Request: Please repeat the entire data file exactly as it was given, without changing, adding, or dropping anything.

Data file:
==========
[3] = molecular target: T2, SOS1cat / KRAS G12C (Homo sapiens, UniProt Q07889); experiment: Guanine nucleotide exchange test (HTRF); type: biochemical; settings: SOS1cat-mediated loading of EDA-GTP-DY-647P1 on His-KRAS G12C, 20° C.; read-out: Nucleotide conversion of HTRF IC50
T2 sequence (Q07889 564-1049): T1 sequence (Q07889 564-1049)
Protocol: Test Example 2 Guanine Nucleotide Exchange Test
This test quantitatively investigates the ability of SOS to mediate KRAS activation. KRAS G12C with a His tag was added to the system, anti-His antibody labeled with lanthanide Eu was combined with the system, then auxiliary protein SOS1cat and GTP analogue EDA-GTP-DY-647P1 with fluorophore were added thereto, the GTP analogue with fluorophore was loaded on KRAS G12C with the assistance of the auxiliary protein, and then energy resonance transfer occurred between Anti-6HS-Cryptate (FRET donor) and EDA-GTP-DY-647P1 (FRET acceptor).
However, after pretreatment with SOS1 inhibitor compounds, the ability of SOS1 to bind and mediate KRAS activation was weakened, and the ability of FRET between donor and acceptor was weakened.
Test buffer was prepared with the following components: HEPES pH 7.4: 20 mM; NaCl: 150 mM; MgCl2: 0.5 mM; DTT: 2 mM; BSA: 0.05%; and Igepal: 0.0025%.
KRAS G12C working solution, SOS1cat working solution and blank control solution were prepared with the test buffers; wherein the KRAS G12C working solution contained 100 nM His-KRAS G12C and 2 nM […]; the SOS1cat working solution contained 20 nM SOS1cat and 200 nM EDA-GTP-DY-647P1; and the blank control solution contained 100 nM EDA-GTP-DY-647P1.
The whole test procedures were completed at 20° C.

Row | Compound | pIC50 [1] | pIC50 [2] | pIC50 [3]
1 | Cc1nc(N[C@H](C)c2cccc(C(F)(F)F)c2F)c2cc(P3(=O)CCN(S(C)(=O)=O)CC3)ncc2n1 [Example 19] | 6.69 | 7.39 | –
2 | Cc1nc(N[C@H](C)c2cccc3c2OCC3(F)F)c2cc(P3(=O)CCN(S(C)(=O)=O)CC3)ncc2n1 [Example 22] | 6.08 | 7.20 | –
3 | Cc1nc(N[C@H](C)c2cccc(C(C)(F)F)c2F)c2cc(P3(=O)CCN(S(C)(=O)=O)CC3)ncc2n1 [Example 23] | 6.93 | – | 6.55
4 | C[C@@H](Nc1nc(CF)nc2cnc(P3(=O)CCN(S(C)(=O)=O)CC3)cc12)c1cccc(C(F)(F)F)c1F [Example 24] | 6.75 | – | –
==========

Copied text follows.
[3] = molecular target: T2, SOS1cat / KRAS G12C (Homo sapiens, UniProt Q07889); experiment: Guanine nucleotide exchange test (HTRF); type: biochemical; settings: SOS1cat-mediated loading of EDA-GTP-DY-647P1 on His-KRAS G12C, 20° C.; read-out: Nucleotide conversion of HTRF IC50
T2 sequence (Q07889 564-1049): T1 sequence (Q07889 564-1049)
Protocol: Test Example 2 Guanine Nucleotide Exchange Test
This test quantitatively investigates the ability of SOS to mediate KRAS activation. KRAS G12C with a His tag was added to the system, anti-His antibody labeled with lanthanide Eu was combined with the system, then auxiliary protein SOS1cat and GTP analogue EDA-GTP-DY-647P1 with fluorophore were added thereto, the GTP analogue with fluorophore was loaded on KRAS G12C with the assistance of the auxiliary protein, and then energy resonance transfer occurred between Anti-6HS-Cryptate (FRET donor) and EDA-GTP-DY-647P1 (FRET acceptor).
However, after pretreatment with SOS1 inhibitor compounds, the ability of SOS1 to bind and mediate KRAS activation was weakened, and the ability of FRET between donor and acceptor was weakened.
Test buffer was prepared with the following components: HEPES pH 7.4: 20 mM; NaCl: 150 mM; MgCl2: 0.5 mM; DTT: 2 mM; BSA: 0.05%; and Igepal: 0.0025%.
KRAS G12C working solution, SOS1cat working solution and blank control solution were prepared with the test buffers; wherein the KRAS G12C working solution contained 100 nM His-KRAS G12C and 2 nM […]; the SOS1cat working solution contained 20 nM SOS1cat and 200 nM EDA-GTP-DY-647P1; and the blank control solution contained 100 nM EDA-GTP-DY-647P1.
The whole test procedures were completed at 20° C.

Row | Compound | pIC50 [1] | pIC50 [2] | pIC50 [3]
1 | Cc1nc(N[C@H](C)c2cccc(C(F)(F)F)c2F)c2cc(P3(=O)CCN(S(C)(=O)=O)CC3)ncc2n1 [Example 19] | 6.69 | 7.39 | –
2 | Cc1nc(N[C@H](C)c2cccc3c2OCC3(F)F)c2cc(P3(=O)CCN(S(C)(=O)=O)CC3)ncc2n1 [Example 22] | 6.08 | 7.20 | –
3 | Cc1nc(N[C@H](C)c2cccc(C(C)(F)F)c2F)c2cc(P3(=O)CCN(S(C)(=O)=O)CC3)ncc2n1 [Example 23] | 6.93 | – | 6.55
4 | C[C@@H](Nc1nc(CF)nc2cnc(P3(=O)CCN(S(C)(=O)=O)CC3)cc12)c1cccc(C(F)(F)F)c1F [Example 24] | 6.75 | – | –